4. Selecting a Website or Blog Domain: Is the business name you want available as a website domain name?  Is the domain name easy to spell?  Can you get the “.com” version of the title, or do you have to go with some less popular domain like “.org” or “.net?”  Is there any related names you can choose instead?
  5. Your Email Address and Signature: Once you choose your website, you want your email address to reference that website so that people can easily remember your address if they need to contact you.  For example, ETBarton@OneHourBookkeeper.com is easier for people to remember when finding me then etnsuz@yahoo.com, which is my personal email.  I usually answer people from the etnsuz address because it is my main address, but it is very difficult for people to remember that address, while the first one is much easier.  I’ll admit, it is a difficult name to remember, but when I created etnsuz, I was traveling with my friend Suzanne.  We created ETnSuz together so that anyone we met would remember us as a unit and write to us at one site – a yahoo site.  However, Suzanne never checked the email, and when our travels were over, it became my personal email.  I use etnsuz as my brand across all sorts of social networking sites, even though ETBarton is easier for people to remember.
  6. Your Name or Pen Name: For anyone who’s ever read the “About” section on our website, they know that I like to keep my thumb on the pulse of the publishing industry.  In fact, I am an active member of a national romance writers group (RWA), as well as a board member of my local chapter.  One of the funniest things about being in a romance writer’s group – besides getting to read a lot of kinky love scenes – is the names.  Everyone in the group has a pen name, including me, and some even have multiple pen names.  Obviously for me, my mother did not name me E.T., but Erica.  Yet, in my romance writer’s group, people know me as Talia Clare.  Both E.T. Barton and Talia Clare are brands I am creating for my ideal customers – which are my readers.  I write business articles, credit articles, and bookkeeping articles as E.T. Barton and I publish them in various places on the internet.  I write Historical Romance, Mainstream Romance, and Writing Advice articles as Talia Clare.  I also write my father’s memoirs under Erica Hamilton, my maiden name and his last name.  Therefore, when someone sees how I published any blog I write, they will know exactly what type of article that article is going to be.  In this way, you too can brand your personal name into a pen name or catch phrase of sorts that is easy for your customers to remember.  In the same way, you can use your name or nickname as a marketable brand.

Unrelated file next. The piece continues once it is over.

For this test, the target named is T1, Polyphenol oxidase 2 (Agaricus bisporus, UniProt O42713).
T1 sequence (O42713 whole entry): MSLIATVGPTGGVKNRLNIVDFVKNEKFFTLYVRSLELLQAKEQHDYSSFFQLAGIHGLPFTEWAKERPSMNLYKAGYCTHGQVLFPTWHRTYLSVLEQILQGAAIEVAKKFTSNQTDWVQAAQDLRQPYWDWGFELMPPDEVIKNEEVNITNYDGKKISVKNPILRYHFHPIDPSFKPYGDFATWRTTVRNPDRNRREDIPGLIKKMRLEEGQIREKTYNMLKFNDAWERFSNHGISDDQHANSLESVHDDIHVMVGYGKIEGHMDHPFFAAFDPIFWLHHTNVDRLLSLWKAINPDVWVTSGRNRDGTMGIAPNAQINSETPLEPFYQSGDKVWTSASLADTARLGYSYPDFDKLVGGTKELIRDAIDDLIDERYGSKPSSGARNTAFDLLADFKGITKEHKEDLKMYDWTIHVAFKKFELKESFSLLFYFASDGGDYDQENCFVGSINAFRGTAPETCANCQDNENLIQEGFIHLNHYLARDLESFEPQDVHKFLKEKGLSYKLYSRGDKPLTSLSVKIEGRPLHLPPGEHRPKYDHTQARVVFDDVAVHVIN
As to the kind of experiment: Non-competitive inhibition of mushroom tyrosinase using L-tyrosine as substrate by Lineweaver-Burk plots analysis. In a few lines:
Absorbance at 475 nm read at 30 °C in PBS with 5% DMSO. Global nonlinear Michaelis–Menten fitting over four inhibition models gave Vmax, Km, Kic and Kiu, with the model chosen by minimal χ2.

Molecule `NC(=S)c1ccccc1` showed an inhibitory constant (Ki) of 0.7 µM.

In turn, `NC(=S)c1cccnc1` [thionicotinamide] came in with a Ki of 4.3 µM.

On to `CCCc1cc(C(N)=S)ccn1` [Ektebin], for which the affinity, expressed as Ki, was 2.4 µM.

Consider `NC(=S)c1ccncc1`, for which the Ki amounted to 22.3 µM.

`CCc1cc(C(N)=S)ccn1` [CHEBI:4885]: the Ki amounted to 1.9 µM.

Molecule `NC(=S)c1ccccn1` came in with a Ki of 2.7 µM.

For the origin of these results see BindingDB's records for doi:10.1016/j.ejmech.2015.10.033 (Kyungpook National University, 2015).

7. Your Mission Statement: You may think you don’t need a mission statement – and maybe you don’t – but you should at least have a goal in mind for your business.  What exactly is it that you are hoping to do?  Are you simply hoping to make money and be independent?  Or do you have a particular client-type in mind?  Are you looking to make yourself a niche-bookkeeper, someone who works in one particular industry…like construction, retail, restaurants, or maybe for used car lots.  If you can come up with at least one solid sentence that states what you hope to do with your company, you can use that as a part of your brand.

There are many other elements you can use to brand your company, but these 7 are the main ones that are easiest to manipulate.  By combining them together, you can create something memorable that will promote your business to even further success.

Once you do come up with a brand strategy, tell us what your brand is in the comments.  That way, you can inspire other people as well to create a brand that works for them.

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About etnsuz

Erica T. Barton is a writer, avid traveler and researcher. She researches business practices, travel deals, family travel, and ways to save money.
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31 Responses to How to Brand Your Business